All bartenders in the United States can tell you that a pint of beer is 16 oz., but is that the amount they’re serving you? Thanks to a Michigan beer bill, bar patrons won’t have to worry about getting less booze than what they paid for.
According to a handful of lawmakers around the state, bars and restaurants have started using “cheater pints,” and the public has been none the wiser. These deceiving beer receptacles appear to be a pint, but only hold around 12 to 14 oz. due to a reinforced bottom.
Michigan bar owners are at odds with the amendment to the Liquor Control Act seeing as it would require them to buy all new size-appropriate glassware. John Holl, editor of All About Beer magazine, told the Associated Press that concerned alcohol purveyors could avoid any hassle by calling it something other than a pint.
The bill has been sponsored by Rep. Brandon Dillon (R-Grand Rapids) and Rep. David Knezek (D-Dearborn Heights). If it receives approval, it will be unlawful to "advertise or sell any glass of beer as a pint in this state unless that glass contains at least 16 ounces of beer."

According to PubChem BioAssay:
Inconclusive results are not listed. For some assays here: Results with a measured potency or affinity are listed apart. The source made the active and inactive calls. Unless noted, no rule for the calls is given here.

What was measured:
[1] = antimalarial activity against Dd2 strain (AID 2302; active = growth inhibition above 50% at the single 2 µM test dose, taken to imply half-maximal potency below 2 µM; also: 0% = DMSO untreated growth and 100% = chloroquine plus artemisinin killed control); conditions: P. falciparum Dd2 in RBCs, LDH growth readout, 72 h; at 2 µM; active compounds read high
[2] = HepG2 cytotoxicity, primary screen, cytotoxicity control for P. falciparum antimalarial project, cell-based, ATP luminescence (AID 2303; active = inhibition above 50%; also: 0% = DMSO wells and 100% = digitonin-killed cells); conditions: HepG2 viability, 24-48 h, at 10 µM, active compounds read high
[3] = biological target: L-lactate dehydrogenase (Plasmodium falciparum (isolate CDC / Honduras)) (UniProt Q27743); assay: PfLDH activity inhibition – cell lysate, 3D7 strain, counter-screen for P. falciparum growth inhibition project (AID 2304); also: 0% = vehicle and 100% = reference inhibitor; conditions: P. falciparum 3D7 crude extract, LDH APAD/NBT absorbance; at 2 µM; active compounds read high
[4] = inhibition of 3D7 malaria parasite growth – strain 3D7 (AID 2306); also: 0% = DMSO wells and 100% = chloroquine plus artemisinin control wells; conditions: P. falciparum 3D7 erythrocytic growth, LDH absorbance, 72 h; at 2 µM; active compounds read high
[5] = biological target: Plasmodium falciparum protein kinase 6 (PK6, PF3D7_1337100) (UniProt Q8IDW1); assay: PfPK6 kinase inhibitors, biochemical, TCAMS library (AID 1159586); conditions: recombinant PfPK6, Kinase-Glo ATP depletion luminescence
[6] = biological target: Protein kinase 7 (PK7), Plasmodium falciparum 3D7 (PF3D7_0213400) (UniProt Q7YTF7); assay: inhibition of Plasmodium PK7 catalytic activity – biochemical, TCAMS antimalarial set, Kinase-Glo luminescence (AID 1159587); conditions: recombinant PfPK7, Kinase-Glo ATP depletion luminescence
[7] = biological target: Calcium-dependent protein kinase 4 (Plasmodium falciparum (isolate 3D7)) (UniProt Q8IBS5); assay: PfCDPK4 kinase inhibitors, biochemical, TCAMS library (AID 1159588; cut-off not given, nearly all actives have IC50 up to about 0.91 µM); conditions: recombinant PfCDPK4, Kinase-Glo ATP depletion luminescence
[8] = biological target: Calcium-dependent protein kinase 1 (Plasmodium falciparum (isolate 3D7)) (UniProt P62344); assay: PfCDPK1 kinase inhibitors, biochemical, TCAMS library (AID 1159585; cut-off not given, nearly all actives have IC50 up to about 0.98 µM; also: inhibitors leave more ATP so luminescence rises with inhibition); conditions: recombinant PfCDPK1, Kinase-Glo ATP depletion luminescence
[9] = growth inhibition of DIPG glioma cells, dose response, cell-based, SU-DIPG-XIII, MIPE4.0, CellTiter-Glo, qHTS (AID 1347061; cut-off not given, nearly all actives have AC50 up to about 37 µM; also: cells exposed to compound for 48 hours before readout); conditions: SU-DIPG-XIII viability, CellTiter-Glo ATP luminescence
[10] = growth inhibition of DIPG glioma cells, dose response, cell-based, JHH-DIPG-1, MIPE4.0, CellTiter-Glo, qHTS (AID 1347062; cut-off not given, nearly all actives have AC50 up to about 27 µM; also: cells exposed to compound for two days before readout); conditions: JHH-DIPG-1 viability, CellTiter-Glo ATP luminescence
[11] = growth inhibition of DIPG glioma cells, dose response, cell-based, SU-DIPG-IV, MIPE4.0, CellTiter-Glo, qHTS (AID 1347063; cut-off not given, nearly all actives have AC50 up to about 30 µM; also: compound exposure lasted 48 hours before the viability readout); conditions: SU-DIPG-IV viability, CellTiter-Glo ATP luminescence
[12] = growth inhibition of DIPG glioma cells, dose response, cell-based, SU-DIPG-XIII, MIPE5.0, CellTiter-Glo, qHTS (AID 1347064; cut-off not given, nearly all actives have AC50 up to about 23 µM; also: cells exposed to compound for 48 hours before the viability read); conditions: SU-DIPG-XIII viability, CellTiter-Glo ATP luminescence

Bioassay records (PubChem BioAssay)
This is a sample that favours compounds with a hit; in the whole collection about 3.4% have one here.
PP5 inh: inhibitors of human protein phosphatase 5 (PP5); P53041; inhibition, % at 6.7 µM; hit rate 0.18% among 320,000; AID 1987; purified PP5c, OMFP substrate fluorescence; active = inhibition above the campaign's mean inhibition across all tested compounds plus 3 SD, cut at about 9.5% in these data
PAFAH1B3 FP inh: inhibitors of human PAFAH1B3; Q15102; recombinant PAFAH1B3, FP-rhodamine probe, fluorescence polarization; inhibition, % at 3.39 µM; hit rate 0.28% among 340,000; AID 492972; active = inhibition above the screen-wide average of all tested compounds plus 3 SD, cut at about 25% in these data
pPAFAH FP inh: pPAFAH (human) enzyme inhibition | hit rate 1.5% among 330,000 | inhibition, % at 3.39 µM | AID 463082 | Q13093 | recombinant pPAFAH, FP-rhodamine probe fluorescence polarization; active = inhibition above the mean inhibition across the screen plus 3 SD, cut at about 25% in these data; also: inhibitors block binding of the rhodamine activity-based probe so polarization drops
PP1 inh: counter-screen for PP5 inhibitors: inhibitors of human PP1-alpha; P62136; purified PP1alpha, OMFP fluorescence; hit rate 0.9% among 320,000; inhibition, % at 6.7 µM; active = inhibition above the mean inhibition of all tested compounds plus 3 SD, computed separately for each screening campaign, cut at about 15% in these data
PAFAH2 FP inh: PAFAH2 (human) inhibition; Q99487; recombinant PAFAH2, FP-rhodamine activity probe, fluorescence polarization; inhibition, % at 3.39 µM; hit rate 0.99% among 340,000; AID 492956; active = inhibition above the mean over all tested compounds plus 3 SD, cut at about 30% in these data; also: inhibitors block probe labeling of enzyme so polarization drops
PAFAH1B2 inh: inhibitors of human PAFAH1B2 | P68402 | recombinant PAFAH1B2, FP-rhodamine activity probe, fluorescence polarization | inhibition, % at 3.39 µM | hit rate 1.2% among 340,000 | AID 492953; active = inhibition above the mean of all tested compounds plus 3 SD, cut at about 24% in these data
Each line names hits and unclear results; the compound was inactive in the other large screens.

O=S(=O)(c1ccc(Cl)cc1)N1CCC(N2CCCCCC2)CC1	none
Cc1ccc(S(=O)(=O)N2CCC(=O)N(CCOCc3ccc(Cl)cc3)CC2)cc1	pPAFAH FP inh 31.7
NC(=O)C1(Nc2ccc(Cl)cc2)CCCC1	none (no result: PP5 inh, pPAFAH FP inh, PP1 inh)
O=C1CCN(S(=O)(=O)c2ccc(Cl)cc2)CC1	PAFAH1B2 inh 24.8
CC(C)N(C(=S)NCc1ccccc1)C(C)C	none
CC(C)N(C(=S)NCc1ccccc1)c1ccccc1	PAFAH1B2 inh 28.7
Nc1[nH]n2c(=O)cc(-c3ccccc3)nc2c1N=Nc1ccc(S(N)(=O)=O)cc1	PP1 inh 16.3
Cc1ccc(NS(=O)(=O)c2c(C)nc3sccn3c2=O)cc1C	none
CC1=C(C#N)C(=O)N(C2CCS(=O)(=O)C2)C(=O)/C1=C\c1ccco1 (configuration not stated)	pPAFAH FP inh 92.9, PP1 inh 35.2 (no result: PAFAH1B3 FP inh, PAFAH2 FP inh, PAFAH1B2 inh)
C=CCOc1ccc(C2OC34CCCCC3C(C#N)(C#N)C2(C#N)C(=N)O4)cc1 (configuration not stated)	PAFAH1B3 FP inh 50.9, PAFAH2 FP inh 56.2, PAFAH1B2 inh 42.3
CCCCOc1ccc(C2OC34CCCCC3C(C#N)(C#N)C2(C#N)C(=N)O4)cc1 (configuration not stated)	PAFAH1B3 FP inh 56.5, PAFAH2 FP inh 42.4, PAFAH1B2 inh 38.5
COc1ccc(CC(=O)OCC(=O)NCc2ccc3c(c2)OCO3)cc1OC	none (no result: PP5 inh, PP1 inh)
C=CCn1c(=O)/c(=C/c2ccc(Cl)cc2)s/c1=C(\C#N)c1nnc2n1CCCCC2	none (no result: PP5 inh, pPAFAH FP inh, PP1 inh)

“It’s kind of a truth-in-advertising issue,” Dillon told NBC News. “When you sell a product, you have to sell what you’re claiming to be offering.”
This “truth in advertising” is a breath of fresh air for people who have been duped into paying for a pint only to receive a 12-oz. glass. “A pint should be a pint, and a U.S. pint to the best of my knowledge has 16 ounces,” self-employed plumber, Gary Lord, told the Detroit Free Press.